Category: connection

Let’s Recognise The Huge Decline In Teenage Pregnancy, And Try To Understand What’s Driven It:

But there are also lessons for us within our research, which strongly suggests that while we may worry about social media encouraging certain sexual behaviours, the picture is much more complex than we perhaps imagine, and indeed the amount of time spent on social media as opposed to face-to-face interaction is itself a factor in the fall in teenage pregnancy.

We also need to understand issues from the perspectives of teenagers themselves.

Take sexting for example – widely held to be negative and problematic.  Without a doubt, it can be – and 40% of those we surveyed felt it could damage young people’s wellbeing or relationships. However 44% also felt it could be part of a healthy sex life – and interestingly, some saw it a substitute and not just a precursor to sex itself. As such it is of course, unlikely to result in a pregnancy.

“It’s a good way of interacting with your partner without having sex,” said one young woman from our focus group.

“I think sexting doesn’t lead to sex as often as you’d think. People see it as something different, more of a gift than a  mutual experience,” added a young man.

Digital Human: Series 17, Episode 1 – Numb

The End of Empathy?:

Recently Fox News covered our study on declining empathy in American college students with this alarming title: “The End of Empathy.”

Is this true? Are we now living in a society entirely devoid of the basic glue of human connection and interaction?

In order to form an educated opinion, you’ll need some background about the study. To summarize briefly, we collected empathy scores from 72 academic sources from 1979 to 2009. In all of these sources, empathy was measured using a standard scale called the Davis Interpersonal Reactivity Index. People who score high on this “empathy test” give freely of their time and money and frequently help others in need. You can try the test and see how you score compared to the 13,737 students in our sample by clicking here. We ran a statistical analysis to see whether there were changes over time in empathy and found that there had been overall declines, especially since the year 2000.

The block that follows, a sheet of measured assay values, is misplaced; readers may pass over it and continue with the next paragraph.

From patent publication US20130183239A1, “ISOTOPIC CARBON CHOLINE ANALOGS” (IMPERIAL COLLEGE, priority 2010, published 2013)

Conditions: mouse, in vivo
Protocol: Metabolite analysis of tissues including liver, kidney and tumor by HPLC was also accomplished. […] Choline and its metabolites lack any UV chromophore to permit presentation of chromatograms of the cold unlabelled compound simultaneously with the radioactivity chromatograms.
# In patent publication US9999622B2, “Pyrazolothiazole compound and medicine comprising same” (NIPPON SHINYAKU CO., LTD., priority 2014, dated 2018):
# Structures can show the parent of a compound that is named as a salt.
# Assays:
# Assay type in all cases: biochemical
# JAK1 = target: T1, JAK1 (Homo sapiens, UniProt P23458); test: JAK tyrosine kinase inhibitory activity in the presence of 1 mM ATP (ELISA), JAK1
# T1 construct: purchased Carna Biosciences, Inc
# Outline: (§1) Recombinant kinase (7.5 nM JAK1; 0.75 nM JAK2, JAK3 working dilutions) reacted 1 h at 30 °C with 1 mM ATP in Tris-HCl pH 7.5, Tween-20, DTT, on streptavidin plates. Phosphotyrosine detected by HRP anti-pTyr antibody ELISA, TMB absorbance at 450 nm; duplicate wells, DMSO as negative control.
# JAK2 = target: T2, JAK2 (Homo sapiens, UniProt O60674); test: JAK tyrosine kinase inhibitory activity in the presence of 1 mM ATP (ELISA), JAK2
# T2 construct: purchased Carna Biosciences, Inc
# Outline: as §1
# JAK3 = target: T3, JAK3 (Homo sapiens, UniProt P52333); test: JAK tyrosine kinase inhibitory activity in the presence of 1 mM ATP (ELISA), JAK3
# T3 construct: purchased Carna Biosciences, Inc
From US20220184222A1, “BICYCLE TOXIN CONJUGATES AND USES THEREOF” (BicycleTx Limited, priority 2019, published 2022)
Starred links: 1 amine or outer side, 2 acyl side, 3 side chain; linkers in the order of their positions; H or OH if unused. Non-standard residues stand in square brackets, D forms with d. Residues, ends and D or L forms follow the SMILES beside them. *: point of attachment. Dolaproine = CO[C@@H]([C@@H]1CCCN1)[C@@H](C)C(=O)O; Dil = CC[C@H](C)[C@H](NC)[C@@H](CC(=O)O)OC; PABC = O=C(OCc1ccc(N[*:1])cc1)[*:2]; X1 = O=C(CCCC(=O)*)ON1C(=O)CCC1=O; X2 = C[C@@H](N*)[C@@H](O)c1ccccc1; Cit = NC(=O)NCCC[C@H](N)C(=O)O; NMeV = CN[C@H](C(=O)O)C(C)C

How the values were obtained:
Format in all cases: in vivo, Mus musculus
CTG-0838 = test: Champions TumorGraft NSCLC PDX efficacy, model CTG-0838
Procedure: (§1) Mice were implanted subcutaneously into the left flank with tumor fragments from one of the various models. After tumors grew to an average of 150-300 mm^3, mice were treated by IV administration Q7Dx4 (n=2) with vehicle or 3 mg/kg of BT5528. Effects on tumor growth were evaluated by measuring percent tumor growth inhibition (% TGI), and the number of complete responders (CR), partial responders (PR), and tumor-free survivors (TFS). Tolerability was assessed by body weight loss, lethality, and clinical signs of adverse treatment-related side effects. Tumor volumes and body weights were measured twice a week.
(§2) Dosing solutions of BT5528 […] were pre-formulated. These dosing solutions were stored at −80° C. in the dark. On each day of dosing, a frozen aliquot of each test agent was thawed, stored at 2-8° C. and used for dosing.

I never imagined that we would end up being able to share good newsabout empathy when we presented our research at the Association for Psychological Science Annual Convention in May.

The good news is that empathy is not “destroyed” or “under siege,” as the author of the Fox News post suggests. Instead, empathy may be sick. Not “you have 6 months to live” sick, more like “you need to spend a few days in bed” sick. In other words, although there has been a decline in empathy, there are a few key things to consider about the data before declaring a state of emergency on the moral health of the nation.

Why this is not a total crisis:

1. Empathy is measured on a 1 to 5 scale, with higher numbers meaning that people are high in empathy. The good news is that despite the declines in empathy, the average empathy score in 2009 is still just above the midpoint of the scale (i.e. just above 3). So, there is no need to plan empathy’s funeral quite yet.

2. On that note, there are a wide variety of empathy scores represented within the college student annual average. About half of these scores are higher than the average, and about half of them are lower than the average. In order words, just because empathy is declining on average, does not mean that each individual is low in empathy. To accuse an entire generation of low empathy is not very kind, nor is it accurate.

3. American college students are not the most prototypical Americans. They are richer, whiter, more female, and in our sample at least, about 20 years old on average. So as long as you can avoid college towns, you should be fine. And until future research proves otherwise, I wouldn’t suggest joining the empathy militia.

4. Violent criminal acts such as murder, rape, robbery, and aggravated assault have all shown steady, marked decreases from the early 1990s to the late 2000s. This is the opposite of what we would expect if empathy was ‘under siege.’

Why I am still concerned: